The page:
I like to see people weigh in on opposite sides of a controversial issue in a way that clarifies the conflict. That’s the way we learn. NPR gave an example of that yesterday when they interviewed a now-famous illegal immigrant, Jose Antonio Vargas, and followed it with an equally articulate opposite view from Mark Krikorian. As I listened to each person, I could nod agreement with their points . . . each of them. Vargas was persuasive in his plea for talented and productive people like himself to be granted permission to stay. Krikorian was persuasive in his argument that Vargas should return to the Philippines. Problem was that I could not agree with both people who were so opposite in their views. So a situation like this calls for higher level questions to be raised. That’s what I propose to do here.
What is the role of the law in our land?
If the law should be enforced more strictly, how do you go about doing that?
If the law should be revised, on what basis and to what end?
How do you define an American?
What attitudes and guidelines should govern immigration today? Their needs? Our country’s needs?
What are the implications of granting amnesty to everyone?
What are the implications of exporting everyone who is here without documentation?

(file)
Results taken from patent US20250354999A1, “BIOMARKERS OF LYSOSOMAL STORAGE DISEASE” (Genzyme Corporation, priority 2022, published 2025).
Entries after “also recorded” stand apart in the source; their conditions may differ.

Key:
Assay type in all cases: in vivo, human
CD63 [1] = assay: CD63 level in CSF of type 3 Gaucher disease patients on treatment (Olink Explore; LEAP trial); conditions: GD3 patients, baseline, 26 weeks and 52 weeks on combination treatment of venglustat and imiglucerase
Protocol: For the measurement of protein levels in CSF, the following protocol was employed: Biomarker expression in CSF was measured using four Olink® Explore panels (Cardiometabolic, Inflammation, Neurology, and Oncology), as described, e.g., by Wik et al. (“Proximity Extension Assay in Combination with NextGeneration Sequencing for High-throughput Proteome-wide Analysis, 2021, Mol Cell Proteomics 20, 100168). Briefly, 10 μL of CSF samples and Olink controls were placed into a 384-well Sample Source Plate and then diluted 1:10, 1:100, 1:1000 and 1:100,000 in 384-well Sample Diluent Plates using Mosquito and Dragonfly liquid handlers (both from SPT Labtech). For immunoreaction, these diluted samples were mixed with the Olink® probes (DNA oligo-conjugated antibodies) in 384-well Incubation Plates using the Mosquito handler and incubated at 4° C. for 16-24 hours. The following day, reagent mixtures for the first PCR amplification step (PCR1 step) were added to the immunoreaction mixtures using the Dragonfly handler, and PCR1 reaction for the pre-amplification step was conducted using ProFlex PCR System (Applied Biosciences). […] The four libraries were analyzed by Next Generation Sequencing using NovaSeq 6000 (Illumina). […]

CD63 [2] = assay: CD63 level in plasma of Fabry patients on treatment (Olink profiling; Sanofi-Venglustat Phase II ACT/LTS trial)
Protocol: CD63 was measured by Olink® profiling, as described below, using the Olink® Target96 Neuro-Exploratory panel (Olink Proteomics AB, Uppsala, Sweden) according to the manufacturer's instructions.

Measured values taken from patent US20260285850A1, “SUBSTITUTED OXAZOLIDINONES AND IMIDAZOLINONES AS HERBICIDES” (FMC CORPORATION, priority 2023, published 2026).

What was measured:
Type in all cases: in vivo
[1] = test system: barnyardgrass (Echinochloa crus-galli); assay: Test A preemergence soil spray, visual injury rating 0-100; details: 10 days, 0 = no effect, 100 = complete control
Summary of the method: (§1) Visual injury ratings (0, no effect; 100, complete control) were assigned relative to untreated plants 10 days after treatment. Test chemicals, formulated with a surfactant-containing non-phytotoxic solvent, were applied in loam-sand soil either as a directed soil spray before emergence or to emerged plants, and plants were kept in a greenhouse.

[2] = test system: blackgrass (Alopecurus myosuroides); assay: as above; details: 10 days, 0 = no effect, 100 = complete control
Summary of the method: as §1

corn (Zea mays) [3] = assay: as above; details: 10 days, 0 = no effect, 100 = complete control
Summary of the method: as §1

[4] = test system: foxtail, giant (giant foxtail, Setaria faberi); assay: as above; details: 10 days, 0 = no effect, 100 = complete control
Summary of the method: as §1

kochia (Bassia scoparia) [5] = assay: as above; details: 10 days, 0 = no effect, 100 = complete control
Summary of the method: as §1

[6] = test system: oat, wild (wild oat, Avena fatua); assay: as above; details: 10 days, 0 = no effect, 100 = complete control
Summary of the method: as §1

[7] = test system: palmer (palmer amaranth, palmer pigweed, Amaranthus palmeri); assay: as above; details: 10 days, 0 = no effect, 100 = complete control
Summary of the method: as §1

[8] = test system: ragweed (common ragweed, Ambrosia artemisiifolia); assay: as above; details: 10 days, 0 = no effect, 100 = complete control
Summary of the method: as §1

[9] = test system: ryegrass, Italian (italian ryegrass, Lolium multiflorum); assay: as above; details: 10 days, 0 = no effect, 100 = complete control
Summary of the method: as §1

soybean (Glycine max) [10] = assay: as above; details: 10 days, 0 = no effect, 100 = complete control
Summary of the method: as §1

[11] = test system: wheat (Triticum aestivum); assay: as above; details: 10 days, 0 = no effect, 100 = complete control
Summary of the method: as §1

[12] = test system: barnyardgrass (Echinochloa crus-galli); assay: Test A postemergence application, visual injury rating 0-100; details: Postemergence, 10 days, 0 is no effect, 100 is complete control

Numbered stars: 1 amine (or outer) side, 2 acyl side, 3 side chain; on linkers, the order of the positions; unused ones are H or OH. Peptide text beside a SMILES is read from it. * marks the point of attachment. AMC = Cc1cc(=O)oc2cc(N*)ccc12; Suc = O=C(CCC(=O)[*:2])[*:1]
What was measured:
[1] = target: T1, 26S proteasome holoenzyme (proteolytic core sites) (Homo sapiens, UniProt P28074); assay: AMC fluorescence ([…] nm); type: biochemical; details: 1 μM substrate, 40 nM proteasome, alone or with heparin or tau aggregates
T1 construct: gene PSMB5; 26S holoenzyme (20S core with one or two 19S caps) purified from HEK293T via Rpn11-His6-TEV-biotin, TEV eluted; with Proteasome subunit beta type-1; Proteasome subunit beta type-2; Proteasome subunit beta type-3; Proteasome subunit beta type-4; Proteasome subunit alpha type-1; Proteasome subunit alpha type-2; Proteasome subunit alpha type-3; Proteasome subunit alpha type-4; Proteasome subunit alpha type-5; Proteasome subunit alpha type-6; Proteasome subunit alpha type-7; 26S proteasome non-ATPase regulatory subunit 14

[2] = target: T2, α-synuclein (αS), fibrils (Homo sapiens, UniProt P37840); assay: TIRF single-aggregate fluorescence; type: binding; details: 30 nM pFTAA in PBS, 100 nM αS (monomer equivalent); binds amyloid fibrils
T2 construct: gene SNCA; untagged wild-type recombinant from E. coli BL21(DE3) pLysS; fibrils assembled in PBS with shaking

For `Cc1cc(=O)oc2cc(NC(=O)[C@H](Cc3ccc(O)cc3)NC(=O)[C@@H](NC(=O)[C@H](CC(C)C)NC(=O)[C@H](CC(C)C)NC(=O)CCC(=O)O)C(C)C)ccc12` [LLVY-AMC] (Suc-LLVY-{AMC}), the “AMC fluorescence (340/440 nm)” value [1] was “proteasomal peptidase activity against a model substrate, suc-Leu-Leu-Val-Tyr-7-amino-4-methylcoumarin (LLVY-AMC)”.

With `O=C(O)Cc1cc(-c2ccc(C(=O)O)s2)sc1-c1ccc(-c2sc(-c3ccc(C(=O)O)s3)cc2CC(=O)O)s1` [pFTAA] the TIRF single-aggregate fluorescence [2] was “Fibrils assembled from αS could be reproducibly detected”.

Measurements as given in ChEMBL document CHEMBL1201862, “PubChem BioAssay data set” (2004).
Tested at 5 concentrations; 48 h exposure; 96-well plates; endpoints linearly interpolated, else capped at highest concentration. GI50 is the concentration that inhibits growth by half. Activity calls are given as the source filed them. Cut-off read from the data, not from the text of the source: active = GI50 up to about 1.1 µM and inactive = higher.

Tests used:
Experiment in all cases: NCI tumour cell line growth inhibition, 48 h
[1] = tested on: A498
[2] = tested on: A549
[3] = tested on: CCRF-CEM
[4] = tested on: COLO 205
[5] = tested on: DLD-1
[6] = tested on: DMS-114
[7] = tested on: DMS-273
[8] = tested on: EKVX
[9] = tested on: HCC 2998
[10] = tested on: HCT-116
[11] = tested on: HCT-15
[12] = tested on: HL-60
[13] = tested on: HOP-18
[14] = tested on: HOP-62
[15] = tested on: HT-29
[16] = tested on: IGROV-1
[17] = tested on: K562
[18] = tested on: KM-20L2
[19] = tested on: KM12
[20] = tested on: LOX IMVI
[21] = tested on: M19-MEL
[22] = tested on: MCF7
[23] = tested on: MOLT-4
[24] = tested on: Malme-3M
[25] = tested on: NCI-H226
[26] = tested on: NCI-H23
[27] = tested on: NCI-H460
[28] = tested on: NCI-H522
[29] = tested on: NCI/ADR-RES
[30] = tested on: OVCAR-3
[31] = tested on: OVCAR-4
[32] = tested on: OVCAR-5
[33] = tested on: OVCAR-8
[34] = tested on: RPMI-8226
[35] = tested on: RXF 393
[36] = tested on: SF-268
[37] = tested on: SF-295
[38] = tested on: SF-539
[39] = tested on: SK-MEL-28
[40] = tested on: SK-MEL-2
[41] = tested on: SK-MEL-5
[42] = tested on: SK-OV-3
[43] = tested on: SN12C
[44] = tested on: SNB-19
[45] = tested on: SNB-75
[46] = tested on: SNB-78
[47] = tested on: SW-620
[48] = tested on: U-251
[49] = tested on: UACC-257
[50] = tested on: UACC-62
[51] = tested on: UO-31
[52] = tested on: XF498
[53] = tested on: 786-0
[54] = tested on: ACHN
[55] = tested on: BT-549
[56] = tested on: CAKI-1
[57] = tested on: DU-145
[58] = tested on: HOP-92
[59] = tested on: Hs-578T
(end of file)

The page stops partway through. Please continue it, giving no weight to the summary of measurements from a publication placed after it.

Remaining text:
What are the implications of ignoring the whole situation or allowing it to remain in deadlock?
Now, my favorite question: Does a Christian worldview add anything to the argument?
Two recent books address immigration from a Christian world view:
Let Them In! The Case for Open Borders, by Jason Riley
Steve Greenberg’s cartoon illustrates what happens when the debate gets politicized.
(Click on image to link to Steve’s blog)
Dr. Mike Pocock, professor of missions at Dallas Theological Seminary, wrote a helpful article last year in Kindred Spirit. He proposed three important guidelines for our biblical thinking and then closed with this thought:
Whether it is hospitality to strangers (Rom. 12:13), or entertaining those who cannot repay us (Luke 14:12–14), doing good to all persons (Gal. 6:10), or considering all people equally no matter their culture or ethnicity (Col. 3:10–11), the Bible speaks to our attitude toward those of other races and cultures. We should be very careful to avoid either conventional or racist thinking. Rather we should love our neighbors as ourselves, not intellectualizing nor spiritualizing, but in concrete expression to whomever is in our community on whatever basis.
What additional questions would you ask to raise our level of thinking and clarify our perspective?